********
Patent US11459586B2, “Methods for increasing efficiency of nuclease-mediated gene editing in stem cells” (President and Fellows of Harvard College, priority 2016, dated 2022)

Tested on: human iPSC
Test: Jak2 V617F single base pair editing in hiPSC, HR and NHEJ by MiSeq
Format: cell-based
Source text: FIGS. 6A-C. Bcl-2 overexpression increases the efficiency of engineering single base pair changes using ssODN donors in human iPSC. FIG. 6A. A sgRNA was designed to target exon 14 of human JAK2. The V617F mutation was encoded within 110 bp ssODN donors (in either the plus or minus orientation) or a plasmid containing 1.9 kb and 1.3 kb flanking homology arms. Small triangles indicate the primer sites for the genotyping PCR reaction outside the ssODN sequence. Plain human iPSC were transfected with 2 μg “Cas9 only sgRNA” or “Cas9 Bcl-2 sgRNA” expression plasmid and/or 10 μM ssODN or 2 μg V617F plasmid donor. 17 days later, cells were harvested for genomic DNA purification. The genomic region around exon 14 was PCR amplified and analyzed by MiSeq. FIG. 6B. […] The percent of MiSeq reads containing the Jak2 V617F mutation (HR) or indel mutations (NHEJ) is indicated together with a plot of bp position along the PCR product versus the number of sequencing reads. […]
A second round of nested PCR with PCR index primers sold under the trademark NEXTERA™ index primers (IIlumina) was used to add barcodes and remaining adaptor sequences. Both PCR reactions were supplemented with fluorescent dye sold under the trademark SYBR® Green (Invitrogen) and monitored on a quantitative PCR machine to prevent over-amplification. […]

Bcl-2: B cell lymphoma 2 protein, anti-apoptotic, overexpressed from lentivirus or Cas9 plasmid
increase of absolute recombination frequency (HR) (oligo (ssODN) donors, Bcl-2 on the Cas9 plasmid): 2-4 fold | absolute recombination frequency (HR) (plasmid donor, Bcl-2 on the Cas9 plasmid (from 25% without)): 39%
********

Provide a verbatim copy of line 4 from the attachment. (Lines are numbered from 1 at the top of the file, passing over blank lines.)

Format: cell-based